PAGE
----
A referendum on independence for Southern Sudan is scheduled for January. Anchor Marco Werman speaks with correspondent Rebecca Hamilton in Khartoum. She says preparations for the vote are behind schedule, and a delay could trigger war.
MARCO WERMAN: Rebecca Hamilton is a correspondent from the Pulitzer Center on Crisis Reporting. She joins us from Khartoum. Now, as we've just heard, this momentous referendum on whether to split Sudan, which is African's largest country geographically, is just around the corner. It's in January. You're in the north in Sudan's capital. Are preparations for the referendum well underway there?
REBECCA HAMILTON: I certainly wouldn't say that they're well underway. It's only just recently that the commission that is going to establish the referendum, the people have been designated, and I have spoke to the head of the commission yesterday, Professor Ibrahim Khalil, and he was explaining to me that at the moment not only do they not have a budget, they don't have even physical premises, they don't have any staff. The challenges that they face in order to have this referendum go forward on time are absolutely immense. But weighed against that, there is an incredible amount of political pressure for the referendum to have it on time because there is a fear that if it doesn't then people within the main southern opposition party will make a unilateral declaration of independence and there is a concern that that in turn could trigger war.
WERMAN: Southern Sudan has huge oil riches. It's hard to believe the government in the north would actually allow it to just break away taking all that wealth with it.
HAMILTON: And I don't think it will. I don't think that realistically the issue on the table is that if the south breaks away, it will get to keep, certainly in the short term, 100% of the oil that is on its territory. What the north has in its favor is that although 80% of Sudan's oil is in the south, all the infrastructure that can get that oil to export runs through the north. The pipeline, the refineries, and out to Port Sudan. And so there is definitely room for some kind of negotiated arrangement around this. And I was doing an interview with the new Minister of Oil, also yesterday, who is interestingly a southerner, and he was talking about sort of in the terms they use, sensitizing the parties to the idea of a phase-out arrangement. So at the moment the north is getting 50% of south Sudan oil. Perhaps if there is secession then for the first year or two, that drops down to 40%, 30, and so on. So that it is not an immediate break for the north losing all this oil which is really the majority of their budget.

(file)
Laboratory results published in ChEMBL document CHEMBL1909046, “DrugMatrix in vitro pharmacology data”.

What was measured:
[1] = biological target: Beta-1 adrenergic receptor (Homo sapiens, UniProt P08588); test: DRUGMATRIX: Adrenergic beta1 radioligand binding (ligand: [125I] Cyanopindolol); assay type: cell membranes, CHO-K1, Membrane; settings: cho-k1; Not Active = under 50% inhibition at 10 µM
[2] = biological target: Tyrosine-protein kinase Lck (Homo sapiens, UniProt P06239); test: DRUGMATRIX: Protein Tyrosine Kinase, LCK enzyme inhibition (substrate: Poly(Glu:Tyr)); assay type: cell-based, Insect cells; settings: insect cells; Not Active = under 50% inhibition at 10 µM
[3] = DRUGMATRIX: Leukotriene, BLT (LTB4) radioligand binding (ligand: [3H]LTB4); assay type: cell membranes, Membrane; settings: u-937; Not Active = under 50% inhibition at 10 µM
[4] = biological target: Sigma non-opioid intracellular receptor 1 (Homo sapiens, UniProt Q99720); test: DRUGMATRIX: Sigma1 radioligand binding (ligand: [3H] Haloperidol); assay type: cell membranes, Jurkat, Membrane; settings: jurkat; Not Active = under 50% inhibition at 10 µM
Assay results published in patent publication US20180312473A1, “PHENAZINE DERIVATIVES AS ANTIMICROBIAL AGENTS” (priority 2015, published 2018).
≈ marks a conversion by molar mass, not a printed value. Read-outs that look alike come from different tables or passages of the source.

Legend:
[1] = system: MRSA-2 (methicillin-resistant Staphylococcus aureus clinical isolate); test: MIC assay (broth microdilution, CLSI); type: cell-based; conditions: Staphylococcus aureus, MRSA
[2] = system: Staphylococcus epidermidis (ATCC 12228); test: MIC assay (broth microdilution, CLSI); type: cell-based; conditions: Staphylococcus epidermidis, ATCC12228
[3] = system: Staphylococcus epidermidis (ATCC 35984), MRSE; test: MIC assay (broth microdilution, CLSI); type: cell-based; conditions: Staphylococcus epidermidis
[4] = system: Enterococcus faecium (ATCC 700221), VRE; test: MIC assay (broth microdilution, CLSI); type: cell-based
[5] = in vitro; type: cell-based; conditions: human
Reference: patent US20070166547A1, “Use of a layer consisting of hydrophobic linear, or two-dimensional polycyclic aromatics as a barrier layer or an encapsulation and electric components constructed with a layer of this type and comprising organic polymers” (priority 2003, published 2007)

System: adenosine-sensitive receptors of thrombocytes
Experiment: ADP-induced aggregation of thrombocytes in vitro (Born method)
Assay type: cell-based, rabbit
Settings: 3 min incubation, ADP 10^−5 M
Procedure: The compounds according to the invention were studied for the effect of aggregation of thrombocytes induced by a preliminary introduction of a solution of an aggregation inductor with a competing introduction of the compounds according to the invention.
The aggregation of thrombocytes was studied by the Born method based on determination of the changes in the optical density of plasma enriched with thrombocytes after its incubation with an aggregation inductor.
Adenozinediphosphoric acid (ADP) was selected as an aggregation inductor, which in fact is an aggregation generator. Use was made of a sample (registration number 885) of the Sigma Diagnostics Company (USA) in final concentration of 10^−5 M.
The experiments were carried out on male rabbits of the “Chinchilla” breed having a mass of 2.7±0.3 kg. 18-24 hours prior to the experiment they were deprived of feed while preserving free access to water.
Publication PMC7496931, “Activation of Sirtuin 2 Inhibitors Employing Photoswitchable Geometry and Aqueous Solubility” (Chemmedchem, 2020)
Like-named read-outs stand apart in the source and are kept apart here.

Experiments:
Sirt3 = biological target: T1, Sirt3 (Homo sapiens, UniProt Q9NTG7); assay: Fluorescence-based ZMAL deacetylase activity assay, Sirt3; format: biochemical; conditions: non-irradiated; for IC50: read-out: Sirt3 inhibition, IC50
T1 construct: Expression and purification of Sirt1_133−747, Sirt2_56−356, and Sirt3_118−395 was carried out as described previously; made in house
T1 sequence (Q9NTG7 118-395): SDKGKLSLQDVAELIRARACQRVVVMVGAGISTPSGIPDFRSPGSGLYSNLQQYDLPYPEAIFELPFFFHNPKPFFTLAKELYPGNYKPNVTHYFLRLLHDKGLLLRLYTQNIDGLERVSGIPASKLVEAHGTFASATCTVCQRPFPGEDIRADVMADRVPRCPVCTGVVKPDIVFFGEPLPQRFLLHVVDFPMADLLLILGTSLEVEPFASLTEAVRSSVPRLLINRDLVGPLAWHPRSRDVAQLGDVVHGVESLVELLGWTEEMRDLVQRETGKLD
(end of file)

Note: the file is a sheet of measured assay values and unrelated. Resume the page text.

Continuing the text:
WERMAN: Let's return to that arrest warrant for Sudan's President al-Bashir. Connect the dots for us between this indicted war criminal and the slow pace of this nation-building exercise for the south of Sudan.
HAMILTON: An interesting thing in Khartoum right now, I was here last year and at that time the local journalists were saying that if they wrote anything about the International Criminal Court or about Darfur, that would be censored out of their newspapers. Today it's different. Today the government here is much less concerned about the International Criminal Court and we see that most clearly now with President Bashir's visit to Chad. He simply ï¿½ he feels immune, he feels emboldened, he's not concerned about it. They don't care too much if things are written about Darfur. They know that international attention has gone away from Darfur. The one thing that they care very much is that no one talked about the possibility of a separate south. So the journalists, when they right a column or an article that talks about people who are supporting an independent south, a vote for secession, that is always screened out of their articles.
WERMAN: If some leader in some country were to step up and act on the arrest warrant and hand al-Bashir over to the International Criminal Court, would the referendum happen on time do you think?
HAMILTON: It's very hard to say and I think that may be why the US is not pushing the Chadian government, for example, to execute the warrant for fear that if Bashir was to be taken out right now, the situation would be sufficiently destabilized that the referendum wouldn't go ahead on time.
WERMAN: Rebecca Hamilton, a correspondent from the Pulitzer Center on Crisis Reporting, speaking with us from Khartoum. Thanks very much for your take on this.
HAMILTON: Thank you very much.